It’s such a tiny word, with such a big impact.
It’s what keeps us safe, and it’s also what can hold us hostage. Finding a balance in there, where you respond appropriately and also manage to leave the response state and come back to a resting state, is the big goal.
The first thing to really understand is that stress is just the process. Back in season 1 I talked about injury and healing, that was in episode 8, and I said the same thing about the inflammation process. Both stress and inflammation are just processes that your body has, to do important stuff. It’s when the shutoff signals don’t happen, or when the stressors themselves don’t stop, that we have issues.
How We Understand Stress
Stress response is a process we just have innate in ourselves because the world is a constant source of inputs for us to figure out and decide if they’re dangerous. Sources of stress can be external (events and situations that happen TO you) or internal (self induced feelings and thoughts), and the Mayo Clinic describes these this way:
And Internal stressors:
Taken together, these are the sources of stress that we can try to influence and support so our responses to them are healthy and appropriate.
Arrgh! The stress of it all!
So, here you are. You’re stressed, and you’ve acknowledged and cataloged your external and internal stressors. Are you ready for that holistic approach to supporting yourself yet? Wait! There’s still one thing to consider- the spectrum of acute stress and chronic stress, because where you’re falling in between them matters to how, and how much, you can influence your response.
Acute stress is a slap in the face- literally and figuratively. It’s the sharp shock, it’s the “flight” reaction to the perceived threat like a saber toothed squirrel or the zombie in a haunted house at Halloween that gets you out of there faster than a speeding greyhound. It’s also the freeze response to hearing an unexpected noise in your house at night, or when you get caught doing something you shouldn’t, or the fight response you might feel when a stranger touches you in public (or maybe that’s just me!) or that gives you the surge to wrench a stuck door open when you suddenly feel claustrophobic or trapped.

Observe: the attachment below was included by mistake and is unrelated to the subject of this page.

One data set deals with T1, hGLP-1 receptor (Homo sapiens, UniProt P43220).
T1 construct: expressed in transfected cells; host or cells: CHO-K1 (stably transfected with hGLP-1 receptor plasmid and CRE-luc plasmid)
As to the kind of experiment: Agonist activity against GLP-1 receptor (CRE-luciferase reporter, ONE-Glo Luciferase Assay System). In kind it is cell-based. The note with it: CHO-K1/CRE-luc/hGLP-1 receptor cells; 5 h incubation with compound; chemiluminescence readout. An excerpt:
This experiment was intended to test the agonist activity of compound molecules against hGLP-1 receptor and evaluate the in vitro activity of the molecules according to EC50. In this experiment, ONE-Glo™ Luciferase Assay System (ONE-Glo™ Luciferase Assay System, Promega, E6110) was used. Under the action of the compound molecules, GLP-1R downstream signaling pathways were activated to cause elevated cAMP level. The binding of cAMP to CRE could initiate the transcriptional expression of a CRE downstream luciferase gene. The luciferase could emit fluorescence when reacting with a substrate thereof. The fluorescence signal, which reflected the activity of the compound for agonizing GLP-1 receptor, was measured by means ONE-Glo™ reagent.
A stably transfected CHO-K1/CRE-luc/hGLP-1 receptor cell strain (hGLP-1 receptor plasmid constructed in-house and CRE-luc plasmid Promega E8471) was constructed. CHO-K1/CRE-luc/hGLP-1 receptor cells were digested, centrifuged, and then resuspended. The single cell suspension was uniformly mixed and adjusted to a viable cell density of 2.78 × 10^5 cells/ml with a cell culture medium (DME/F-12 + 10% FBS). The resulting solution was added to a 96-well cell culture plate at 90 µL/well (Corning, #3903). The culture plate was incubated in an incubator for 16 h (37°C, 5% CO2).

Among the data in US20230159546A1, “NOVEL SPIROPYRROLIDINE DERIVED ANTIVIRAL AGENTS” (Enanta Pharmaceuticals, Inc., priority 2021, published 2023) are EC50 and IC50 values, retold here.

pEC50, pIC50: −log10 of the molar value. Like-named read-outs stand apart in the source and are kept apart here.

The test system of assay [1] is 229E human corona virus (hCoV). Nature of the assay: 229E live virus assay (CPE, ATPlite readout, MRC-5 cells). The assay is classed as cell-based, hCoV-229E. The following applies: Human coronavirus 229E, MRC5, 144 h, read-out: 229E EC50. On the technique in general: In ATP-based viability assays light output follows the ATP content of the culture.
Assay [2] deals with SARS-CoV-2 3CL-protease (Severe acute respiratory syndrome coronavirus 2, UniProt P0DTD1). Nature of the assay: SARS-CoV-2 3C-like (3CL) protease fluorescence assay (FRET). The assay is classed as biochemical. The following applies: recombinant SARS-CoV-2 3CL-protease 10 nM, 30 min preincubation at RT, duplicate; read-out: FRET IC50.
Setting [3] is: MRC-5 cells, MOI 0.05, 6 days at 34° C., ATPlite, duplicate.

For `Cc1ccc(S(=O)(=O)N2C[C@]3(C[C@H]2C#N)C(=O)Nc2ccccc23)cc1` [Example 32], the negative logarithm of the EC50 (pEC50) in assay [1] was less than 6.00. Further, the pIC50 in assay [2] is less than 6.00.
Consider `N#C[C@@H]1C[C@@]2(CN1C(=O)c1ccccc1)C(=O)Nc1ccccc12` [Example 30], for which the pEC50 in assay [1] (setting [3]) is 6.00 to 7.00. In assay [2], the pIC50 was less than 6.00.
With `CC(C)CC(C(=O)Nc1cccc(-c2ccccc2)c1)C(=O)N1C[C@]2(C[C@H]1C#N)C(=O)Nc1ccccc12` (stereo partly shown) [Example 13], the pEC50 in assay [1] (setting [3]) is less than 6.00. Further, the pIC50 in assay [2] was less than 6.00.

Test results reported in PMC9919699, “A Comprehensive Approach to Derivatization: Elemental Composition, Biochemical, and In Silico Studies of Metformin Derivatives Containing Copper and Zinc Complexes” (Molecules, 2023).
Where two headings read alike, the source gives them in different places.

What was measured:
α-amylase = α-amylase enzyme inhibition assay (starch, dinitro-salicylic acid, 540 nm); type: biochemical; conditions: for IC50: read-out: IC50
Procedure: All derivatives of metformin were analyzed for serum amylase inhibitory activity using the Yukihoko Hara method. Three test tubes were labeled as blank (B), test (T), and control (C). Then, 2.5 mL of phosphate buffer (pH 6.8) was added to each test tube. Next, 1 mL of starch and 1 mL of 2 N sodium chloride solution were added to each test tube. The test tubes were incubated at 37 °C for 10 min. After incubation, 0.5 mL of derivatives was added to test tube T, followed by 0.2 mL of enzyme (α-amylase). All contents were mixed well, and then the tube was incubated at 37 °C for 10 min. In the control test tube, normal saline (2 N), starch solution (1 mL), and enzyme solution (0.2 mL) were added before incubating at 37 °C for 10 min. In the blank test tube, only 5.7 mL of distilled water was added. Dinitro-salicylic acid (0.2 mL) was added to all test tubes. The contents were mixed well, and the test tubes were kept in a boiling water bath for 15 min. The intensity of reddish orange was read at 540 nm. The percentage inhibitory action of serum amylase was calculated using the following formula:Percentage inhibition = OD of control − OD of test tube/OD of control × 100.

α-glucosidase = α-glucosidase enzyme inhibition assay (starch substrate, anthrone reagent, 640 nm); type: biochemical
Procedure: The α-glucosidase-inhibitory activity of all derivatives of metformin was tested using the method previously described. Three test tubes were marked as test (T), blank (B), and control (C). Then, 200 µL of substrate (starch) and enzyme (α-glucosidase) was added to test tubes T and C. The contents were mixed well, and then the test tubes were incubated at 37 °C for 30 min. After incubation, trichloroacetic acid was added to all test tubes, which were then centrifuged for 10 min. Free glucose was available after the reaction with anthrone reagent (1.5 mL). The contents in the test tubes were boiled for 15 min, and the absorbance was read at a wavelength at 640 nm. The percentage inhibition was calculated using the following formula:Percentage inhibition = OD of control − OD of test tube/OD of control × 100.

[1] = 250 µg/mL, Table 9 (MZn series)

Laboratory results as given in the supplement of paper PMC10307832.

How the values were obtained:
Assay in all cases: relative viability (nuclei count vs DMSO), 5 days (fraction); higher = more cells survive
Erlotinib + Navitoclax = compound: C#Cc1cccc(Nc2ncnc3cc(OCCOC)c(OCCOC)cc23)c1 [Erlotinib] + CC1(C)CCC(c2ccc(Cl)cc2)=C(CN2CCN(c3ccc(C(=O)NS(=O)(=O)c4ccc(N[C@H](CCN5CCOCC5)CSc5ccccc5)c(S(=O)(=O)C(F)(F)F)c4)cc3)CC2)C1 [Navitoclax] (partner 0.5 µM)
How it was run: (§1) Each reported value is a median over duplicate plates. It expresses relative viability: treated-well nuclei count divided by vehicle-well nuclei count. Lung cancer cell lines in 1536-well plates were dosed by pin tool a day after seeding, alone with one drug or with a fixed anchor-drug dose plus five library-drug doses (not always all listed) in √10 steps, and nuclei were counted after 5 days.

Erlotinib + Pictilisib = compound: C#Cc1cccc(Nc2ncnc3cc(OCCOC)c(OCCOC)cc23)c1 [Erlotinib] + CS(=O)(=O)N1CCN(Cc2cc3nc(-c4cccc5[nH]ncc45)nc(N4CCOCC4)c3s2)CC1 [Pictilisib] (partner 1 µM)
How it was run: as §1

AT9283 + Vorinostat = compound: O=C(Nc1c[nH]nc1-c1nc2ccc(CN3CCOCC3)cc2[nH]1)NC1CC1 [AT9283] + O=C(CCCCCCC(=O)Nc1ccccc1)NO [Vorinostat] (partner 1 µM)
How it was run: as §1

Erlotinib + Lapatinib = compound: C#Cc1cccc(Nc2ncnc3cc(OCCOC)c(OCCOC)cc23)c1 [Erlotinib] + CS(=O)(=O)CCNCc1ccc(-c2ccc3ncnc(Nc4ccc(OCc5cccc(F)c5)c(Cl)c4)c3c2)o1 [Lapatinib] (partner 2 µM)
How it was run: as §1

And you know what? All things being equal, this acute response is pretty awesome. It allows you to react not only faster than thought, but stronger than usual. However, this uses huge amounts of resources, and your body needs time to recover from these experiences.
Herein lies Project Number One- I’m not going to call them problems because I don't want to add to your problems! But these will be projects to take on if you want to make significant improvements or changes, so…
Project #1:: R&R
Our culture doesn’t allow for recuperation or convalescence. We’re pretty much expected to pretend that nothing big happened, even when something big has happened.
That’s not normal! Having an event that causes a big, acute stress response just used up all your backup energy stores by engaging every one of your 200+ muscles- including your heart, which is now ready to outrun a hungry bear. It slapped your focus into superhero sharpness, and every excess body process you have just experienced a power outage so your energy could be diverted to saving your life. Turning your body back on just isn’t an instantaneous process, and you deserve to take some time to rest while you re-organize yourself back to homeostasis.
Oh, and bonus- even when you don’t have a big event causing a sharp response, our daily lives are absolutely flooded with micro-stressors anyway so we tend to stay in this fight or flight place all the time.
Don’t believe me? This is from a 2015 study from Florida State University:
"Cellular phone notifications alone significantly disrupt performance on an attention-demanding task, even when participants do not directly interact with a mobile device during the task."
And check out just the title of this 2014 study from Universität Mainz in Germany:
Using TV, videos or a computer game as a stress reducer after a tough day at work can lead to feelings of guilt and failure. Ugh.
And in 2020, Penn State announced that “[L]ife may be more stressful now than it was in the 1990s, especially for people between the ages of 45 and 64.” Ugh! Here’s what they said: